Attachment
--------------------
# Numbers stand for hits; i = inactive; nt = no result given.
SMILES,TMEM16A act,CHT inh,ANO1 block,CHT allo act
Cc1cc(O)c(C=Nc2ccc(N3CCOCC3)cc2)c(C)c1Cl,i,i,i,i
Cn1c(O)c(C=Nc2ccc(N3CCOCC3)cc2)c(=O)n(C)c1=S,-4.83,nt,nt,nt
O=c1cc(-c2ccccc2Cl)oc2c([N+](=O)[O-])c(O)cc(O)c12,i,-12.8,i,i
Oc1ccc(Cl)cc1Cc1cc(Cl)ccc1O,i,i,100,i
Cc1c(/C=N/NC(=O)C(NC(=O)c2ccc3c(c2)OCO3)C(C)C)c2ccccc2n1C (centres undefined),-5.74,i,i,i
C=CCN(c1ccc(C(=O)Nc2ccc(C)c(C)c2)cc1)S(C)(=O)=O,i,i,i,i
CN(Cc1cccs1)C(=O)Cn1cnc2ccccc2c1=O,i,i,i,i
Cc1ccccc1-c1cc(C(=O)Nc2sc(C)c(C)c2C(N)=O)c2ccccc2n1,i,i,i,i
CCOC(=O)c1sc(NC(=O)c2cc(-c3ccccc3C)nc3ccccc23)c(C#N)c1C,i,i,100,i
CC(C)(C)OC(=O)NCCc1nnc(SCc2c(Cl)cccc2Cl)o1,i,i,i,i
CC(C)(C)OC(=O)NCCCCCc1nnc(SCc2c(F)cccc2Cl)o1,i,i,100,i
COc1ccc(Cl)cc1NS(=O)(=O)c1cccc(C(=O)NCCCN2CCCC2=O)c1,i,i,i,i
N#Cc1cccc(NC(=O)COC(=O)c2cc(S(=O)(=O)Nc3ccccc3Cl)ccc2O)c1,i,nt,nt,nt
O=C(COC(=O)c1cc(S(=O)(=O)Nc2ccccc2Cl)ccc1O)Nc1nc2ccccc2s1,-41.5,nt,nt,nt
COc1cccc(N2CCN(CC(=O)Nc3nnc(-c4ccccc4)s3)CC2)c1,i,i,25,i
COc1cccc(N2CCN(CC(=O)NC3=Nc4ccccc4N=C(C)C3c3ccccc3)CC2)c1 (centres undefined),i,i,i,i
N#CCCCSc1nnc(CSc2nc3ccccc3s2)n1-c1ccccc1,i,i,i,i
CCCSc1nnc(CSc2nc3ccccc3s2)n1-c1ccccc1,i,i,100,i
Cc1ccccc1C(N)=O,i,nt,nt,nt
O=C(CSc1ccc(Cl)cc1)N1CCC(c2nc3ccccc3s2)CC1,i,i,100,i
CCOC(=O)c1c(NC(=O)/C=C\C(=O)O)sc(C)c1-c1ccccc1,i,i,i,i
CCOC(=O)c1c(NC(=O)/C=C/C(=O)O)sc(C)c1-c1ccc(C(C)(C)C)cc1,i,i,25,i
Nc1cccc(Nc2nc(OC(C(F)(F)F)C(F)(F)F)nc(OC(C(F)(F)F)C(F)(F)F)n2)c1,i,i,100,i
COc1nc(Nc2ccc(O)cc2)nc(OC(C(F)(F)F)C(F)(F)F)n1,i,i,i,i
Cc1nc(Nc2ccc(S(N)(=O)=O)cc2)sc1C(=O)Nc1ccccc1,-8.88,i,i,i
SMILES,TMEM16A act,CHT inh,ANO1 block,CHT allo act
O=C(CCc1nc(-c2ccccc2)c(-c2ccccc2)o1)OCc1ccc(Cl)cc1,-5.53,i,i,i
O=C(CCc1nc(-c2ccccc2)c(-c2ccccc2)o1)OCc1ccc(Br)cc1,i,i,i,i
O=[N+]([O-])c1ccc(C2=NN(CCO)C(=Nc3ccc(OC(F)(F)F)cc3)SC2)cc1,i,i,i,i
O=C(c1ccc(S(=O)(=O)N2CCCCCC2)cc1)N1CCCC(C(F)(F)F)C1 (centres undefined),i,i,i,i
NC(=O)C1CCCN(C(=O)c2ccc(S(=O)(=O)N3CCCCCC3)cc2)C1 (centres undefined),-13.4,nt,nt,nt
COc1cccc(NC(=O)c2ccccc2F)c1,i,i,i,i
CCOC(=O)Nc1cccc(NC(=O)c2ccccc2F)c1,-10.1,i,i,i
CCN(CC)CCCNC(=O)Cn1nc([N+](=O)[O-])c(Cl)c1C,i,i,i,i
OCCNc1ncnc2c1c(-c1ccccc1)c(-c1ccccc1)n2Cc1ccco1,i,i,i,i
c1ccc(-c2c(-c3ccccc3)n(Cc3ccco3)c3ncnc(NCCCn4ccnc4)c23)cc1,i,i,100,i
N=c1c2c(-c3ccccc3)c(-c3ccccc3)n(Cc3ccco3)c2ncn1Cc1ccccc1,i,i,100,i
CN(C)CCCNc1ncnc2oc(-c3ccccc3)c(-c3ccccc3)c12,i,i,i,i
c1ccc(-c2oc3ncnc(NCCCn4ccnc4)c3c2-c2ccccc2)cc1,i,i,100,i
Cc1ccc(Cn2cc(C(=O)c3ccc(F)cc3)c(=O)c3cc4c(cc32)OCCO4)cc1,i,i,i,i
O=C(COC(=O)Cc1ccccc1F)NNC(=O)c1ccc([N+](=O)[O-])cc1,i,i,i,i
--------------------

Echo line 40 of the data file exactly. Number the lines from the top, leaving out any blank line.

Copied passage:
CN(C)CCCNc1ncnc2oc(-c3ccccc3)c(-c3ccccc3)c12,i,i,i,i